Deans raises decoy concerns ... again
May 23, 2000

Canterbury Crusaders coach Robbie Deans plans to raise concerns about the ACT Brumbies' decoy running and scrum-binding tactics with referee Andre Watson before Saturday's Super 12 rugby final.

Watson said before refereeing the Crusaders-Brumbies round-robin game in Christchurch a fortnight ago he did not have a problem with the Australian side's dummy runner system. Nor did top New Zealand referee Paddy O'Brien, who controlled the Brumbies-Cats semi-final last weekend.

But the Cats' former All Blacks coach Laurie Mains has accused the Brumbies of "playing gridiron" and Deans also has doubts. Deans said the Crusaders would approach the final in a positive fashion and he believed the side which best "imposed its attack" would win.

But he felt the Brumbies had created a "distinctive style" with their decoy running system and had "possibly taken it to the letter of the law".

"You only have to look at last weekend's semi-final to see examples of that," Deans said. "There's no doubt in my mind that they do have an intention to create an advantage by the positioning of their support players.

"You only have to look at that last try. Have a look at (Rod) Kafer. The line he took was bizarre, to say the least. What was he trying to do, other than the fact that he intended to inhibit the ability of the defence to defend."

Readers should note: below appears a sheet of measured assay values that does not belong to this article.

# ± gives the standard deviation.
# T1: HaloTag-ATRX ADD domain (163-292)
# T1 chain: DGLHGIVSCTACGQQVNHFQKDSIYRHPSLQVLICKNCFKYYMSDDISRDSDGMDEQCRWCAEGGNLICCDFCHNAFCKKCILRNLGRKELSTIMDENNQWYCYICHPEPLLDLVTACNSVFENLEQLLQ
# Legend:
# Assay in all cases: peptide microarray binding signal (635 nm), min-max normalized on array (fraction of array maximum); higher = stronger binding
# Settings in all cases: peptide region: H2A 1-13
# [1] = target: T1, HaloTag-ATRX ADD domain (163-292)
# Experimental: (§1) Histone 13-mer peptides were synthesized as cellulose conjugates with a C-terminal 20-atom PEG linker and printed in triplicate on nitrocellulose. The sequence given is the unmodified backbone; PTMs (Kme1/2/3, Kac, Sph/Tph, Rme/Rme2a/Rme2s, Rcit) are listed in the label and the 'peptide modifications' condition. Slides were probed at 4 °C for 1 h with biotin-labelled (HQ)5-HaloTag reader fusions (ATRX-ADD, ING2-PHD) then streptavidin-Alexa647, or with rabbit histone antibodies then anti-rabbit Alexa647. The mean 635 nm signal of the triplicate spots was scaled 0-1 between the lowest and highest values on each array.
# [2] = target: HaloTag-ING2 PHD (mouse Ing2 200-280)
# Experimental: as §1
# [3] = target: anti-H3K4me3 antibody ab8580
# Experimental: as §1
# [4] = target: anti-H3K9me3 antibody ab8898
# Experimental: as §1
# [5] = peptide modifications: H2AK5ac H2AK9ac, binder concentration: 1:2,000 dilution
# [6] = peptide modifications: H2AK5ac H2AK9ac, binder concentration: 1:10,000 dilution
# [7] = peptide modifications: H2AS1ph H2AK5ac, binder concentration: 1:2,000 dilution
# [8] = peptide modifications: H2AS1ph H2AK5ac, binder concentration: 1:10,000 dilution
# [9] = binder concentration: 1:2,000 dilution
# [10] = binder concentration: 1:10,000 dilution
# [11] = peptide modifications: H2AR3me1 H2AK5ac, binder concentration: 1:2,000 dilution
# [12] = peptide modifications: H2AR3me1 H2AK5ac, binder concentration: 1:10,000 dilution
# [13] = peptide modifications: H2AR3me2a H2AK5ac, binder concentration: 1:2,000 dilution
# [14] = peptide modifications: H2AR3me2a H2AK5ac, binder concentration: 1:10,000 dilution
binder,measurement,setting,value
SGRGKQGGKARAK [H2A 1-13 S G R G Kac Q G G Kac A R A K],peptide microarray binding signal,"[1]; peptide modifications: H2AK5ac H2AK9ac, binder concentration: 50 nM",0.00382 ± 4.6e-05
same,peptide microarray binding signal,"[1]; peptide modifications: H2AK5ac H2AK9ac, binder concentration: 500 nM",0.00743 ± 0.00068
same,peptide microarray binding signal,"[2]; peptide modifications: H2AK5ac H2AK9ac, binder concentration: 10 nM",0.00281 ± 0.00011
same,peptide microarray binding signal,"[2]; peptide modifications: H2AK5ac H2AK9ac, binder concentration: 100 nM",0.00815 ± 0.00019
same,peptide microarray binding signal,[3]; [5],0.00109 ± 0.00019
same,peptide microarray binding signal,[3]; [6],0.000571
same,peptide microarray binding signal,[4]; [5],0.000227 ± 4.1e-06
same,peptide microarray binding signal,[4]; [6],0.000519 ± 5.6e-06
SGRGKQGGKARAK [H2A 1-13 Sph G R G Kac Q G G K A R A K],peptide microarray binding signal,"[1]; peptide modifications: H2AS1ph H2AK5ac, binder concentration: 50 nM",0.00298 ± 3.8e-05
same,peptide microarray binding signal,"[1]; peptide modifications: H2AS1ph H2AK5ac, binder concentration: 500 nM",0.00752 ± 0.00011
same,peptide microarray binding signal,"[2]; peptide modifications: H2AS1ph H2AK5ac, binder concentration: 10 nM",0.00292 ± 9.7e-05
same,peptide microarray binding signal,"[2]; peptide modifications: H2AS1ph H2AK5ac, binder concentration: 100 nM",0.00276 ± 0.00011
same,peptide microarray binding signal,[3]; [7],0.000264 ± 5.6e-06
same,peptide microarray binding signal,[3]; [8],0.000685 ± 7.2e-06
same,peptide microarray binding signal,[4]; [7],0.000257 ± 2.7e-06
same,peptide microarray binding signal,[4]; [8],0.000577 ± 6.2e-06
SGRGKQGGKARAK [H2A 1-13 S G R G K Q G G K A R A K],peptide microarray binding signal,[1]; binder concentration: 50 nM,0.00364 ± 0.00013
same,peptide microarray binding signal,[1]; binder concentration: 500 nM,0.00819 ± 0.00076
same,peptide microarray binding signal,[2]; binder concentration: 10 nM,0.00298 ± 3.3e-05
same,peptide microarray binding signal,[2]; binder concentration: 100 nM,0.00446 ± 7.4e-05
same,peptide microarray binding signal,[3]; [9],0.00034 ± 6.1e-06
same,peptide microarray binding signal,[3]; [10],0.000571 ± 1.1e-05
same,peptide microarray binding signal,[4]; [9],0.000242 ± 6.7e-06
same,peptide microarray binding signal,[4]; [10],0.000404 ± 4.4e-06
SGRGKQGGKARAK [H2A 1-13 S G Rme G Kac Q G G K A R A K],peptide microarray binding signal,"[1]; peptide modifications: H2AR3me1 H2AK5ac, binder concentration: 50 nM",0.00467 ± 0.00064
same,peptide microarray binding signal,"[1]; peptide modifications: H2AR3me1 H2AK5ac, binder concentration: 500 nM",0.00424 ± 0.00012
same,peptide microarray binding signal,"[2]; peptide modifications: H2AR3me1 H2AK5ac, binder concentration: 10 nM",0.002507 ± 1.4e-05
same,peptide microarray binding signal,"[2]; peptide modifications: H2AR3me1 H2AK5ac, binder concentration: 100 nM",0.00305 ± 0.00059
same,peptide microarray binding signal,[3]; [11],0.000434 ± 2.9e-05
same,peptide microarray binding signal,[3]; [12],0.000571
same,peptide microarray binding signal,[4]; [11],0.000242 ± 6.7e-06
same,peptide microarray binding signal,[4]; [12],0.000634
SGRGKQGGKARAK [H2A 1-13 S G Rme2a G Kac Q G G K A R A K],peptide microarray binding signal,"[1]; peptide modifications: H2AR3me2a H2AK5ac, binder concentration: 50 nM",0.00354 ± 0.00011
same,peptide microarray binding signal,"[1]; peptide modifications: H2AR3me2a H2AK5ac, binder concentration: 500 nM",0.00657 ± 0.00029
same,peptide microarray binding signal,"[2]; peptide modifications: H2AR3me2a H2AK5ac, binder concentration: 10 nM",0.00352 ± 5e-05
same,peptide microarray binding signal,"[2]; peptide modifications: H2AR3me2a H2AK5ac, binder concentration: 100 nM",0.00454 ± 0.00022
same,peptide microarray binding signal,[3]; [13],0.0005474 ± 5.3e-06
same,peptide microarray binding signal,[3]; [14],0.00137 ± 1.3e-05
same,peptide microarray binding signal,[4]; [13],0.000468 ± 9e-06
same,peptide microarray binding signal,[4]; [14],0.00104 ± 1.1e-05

Deans said the Brumbies had "really put a lot of emphasis on that and perfected it."

"They've been successful in getting away with it, just as they were with their scrum tactics against us here in the round robin. They used illegal binding methods to gain an advantage and they were successful at it.

"You can call it what you like, but if you get away with it, it's clever. It will obviously be an issue we will be raising with Andre Watson."

Deans said the tactics were illegal, but were very difficult for referees to detect.

"They don't employ them all the time. They are clever as to when they use them. The timing of them makes it so difficult to police," he said.

Brumbies' captain Brett Robinson said he was not aware of any concern on the scrum binding issue.

"I'm not a front-rower so I can't really comment. But our front-row have trained very hard under Ewen McKenzie, and have looked to capitalise on the skills they have," he said.

But the decoy running issue had been "pretty much dealt with," Robinson said.

"As Paddy O'Brien said (last week), as long as the ball carrier is able to be tackled then that's fine. It's when a player obstructs the opposition from making the tackle on the attacking player that a problem arises.

"Not only the Brumbies, but all sides have made errors in that regard. Other teams have been playing it as well."

Robinson said the Crusaders had been using a backline move that "we first used a couple of years ago" and could be seen as a decoy. He said the Brumbies liked to play "right up on the advantage line" and had the skill level to "allow us to do so."

"We are playing the same game we've played since the Super 12 began, we have just looked to develop it a little bit further. But a lot of our plays are ones we used in 1996 and 1997, but they weren't so much an issue then."

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